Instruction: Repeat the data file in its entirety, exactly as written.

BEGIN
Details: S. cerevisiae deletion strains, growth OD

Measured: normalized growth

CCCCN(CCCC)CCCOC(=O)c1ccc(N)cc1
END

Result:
Details: S. cerevisiae deletion strains, growth OD

Measured: normalized growth

CCCCN(CCCC)CCCOC(=O)c1ccc(N)cc1